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Panetta: Afghan Campaign 'Succeeding' Despite Attacks

Al Pessin

October 10, 2012

U.S. Defense Secretary Leon Panetta says after more than 11 years the war in Afghanistan is “succeeding,” and will not be derailed by the recent series of insider attacks or any other tactic the enemy might use.

At a NATO defense ministers' meeting in Brussels on Wednesday, Panetta and NATO Secretary General Anders Fogh Rasmussen denied that allies are being defeated on the battlefield or losing resolve. It has been a difficult period for NATO and its partners in Afghanistan, with reports of a resurgent Taliban and a series of deadly attacks in which Afghan security forces turned on their NATO colleagues.

Rasmussen said NATO's strategy is working, and the alliance timeline is on track for full Afghan security control next year and the withdrawal of most foreign combat forces by the end of the following year. He said troops will begin leaving in the coming months, but as part of the plan, not in a “rush to the exits.”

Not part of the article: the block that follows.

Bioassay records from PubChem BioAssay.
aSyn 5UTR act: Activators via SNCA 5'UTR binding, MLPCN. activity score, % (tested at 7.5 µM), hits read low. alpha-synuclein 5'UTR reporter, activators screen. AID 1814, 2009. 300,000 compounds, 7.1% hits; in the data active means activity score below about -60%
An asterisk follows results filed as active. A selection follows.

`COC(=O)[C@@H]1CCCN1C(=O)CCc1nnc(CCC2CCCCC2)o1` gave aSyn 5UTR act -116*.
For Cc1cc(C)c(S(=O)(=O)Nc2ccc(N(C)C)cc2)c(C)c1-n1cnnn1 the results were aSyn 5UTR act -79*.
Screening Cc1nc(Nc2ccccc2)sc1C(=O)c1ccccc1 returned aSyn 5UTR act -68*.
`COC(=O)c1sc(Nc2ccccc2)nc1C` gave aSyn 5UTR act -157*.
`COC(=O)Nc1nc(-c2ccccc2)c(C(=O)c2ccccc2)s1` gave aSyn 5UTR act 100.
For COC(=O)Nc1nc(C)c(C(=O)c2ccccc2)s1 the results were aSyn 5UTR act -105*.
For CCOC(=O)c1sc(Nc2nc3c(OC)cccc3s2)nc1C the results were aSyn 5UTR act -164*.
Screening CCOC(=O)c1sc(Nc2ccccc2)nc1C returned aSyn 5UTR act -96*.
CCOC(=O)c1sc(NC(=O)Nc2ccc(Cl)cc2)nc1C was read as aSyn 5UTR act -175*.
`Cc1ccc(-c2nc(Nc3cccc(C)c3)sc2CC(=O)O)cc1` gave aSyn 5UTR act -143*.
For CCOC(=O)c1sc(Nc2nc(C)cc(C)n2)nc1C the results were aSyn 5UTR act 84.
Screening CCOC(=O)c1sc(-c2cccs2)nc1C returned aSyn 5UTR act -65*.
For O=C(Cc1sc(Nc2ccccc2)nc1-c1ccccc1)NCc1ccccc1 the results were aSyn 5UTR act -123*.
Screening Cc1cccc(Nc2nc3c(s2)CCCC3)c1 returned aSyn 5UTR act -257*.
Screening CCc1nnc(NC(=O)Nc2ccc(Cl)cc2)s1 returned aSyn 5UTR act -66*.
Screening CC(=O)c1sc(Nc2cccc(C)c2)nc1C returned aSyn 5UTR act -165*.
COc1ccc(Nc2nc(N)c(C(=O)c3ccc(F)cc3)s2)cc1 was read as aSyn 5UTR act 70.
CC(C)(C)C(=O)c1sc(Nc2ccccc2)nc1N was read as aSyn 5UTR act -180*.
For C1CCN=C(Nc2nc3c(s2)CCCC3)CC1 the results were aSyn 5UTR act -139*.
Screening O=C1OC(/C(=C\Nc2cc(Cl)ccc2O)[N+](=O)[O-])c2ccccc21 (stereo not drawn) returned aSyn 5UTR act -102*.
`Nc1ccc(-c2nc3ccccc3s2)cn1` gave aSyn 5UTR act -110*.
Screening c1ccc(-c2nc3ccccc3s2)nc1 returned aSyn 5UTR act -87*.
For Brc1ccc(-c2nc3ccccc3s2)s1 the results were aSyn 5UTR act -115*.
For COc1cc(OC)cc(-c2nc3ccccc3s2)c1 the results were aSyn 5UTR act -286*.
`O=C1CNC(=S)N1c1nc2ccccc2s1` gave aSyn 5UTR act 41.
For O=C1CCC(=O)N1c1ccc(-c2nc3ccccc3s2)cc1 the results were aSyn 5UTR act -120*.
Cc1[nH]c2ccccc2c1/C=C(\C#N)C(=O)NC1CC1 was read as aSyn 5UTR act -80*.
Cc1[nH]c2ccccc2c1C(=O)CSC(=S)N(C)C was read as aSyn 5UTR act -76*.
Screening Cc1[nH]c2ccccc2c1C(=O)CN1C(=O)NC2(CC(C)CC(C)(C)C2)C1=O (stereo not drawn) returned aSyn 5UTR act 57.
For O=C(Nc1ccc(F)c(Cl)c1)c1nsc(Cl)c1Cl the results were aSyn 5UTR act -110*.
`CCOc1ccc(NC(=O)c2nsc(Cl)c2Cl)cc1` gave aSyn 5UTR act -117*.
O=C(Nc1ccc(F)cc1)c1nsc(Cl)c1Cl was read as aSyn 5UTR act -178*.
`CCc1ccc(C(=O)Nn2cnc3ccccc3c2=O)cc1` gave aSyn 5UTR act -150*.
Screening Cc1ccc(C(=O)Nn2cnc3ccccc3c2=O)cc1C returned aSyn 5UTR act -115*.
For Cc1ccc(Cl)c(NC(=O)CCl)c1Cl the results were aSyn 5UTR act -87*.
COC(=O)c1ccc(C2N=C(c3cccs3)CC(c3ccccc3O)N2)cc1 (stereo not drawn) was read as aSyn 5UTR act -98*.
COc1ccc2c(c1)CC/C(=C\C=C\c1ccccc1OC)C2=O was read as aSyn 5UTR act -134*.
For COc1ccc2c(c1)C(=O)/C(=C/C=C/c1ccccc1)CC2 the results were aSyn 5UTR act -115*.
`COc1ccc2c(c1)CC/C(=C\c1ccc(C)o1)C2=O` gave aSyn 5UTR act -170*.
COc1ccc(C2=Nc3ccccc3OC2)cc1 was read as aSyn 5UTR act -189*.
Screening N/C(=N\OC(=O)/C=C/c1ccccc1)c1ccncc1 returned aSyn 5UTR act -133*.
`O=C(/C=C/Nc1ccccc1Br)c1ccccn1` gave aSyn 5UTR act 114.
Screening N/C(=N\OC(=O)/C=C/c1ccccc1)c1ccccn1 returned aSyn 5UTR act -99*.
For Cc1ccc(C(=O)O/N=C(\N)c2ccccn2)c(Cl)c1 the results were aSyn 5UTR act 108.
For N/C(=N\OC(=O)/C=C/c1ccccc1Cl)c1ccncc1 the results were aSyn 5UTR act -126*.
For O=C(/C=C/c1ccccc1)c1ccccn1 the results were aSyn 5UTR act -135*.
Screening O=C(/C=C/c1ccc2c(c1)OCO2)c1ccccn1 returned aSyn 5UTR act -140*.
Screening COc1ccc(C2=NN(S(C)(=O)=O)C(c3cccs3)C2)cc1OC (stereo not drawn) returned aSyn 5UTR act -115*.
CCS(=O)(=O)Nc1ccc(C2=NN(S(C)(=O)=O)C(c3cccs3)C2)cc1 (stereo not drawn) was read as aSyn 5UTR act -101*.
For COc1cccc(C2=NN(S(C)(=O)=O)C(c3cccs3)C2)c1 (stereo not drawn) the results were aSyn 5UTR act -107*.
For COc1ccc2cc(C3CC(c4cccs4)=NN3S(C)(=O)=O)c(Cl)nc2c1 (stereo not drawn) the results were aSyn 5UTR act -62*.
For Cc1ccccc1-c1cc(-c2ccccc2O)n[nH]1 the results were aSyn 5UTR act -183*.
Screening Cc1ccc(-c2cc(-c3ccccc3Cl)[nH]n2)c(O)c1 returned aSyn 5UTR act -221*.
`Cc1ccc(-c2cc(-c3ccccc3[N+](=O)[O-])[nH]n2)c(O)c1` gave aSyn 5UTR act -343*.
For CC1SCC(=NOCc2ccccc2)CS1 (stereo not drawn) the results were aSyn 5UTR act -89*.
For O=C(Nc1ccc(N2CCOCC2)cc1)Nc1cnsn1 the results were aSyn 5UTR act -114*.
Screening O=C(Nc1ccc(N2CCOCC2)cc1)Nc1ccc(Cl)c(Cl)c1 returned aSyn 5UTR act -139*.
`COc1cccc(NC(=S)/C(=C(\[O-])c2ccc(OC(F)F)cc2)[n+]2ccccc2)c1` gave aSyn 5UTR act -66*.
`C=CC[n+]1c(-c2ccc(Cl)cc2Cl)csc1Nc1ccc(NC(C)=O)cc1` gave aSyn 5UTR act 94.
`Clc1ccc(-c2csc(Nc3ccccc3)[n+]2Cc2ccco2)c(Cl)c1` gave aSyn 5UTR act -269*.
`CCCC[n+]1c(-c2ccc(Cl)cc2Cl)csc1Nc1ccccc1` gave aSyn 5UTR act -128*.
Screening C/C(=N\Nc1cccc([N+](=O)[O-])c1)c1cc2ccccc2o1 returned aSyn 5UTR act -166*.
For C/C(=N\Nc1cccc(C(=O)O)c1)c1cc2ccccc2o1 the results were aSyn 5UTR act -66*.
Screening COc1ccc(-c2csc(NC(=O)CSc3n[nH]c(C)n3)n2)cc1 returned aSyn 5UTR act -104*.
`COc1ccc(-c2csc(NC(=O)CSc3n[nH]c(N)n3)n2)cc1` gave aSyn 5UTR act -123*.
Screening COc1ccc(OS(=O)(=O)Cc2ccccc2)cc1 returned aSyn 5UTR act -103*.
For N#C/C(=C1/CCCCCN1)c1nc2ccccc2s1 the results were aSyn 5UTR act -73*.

Panetta served notice on the Taliban that it will not be able to derail the NATO plan.

“As I said to my fellow ministers, we have come too far, we have fought too many battles, we have spilled too much blood not to finish the job that we are all about," he said. "Whatever tactics the enemy throws at us — IEDs [improvised explosive devices], insider attacks, car bombs — we will not allow those tactics to divide us from our Afghan partners, and we will not allow those tactics to divert us from the mission that we are dedicated to.”

Panetta said the allied effort is “succeeding” and “has turned an important corner,” but is still at a “critical point.” He also said the allies and the Afghan government must stick together.

“What tests the coalition is not so much the problem of insider attacks, but rather how effectively we respond to those attacks," said Panetta. "Partnering even closer will frustrate the enemy's designs to capitalize on this problem.”

The defense secretary called again on his NATO colleagues to fill the shortfall in trainers for Afghan forces. Despite years of such calls, Panetta said the alliance is still 58 teams short of what it needs. The training and mentoring of Afghan forces is a key element in the NATO effort to leave a stable country behind when it withdraws most of its forces.

NATO defense ministers also ordered a military planning effort to determine how many coalition troops to leave behind and for what purpose. They expect the plan to be finalized next year.

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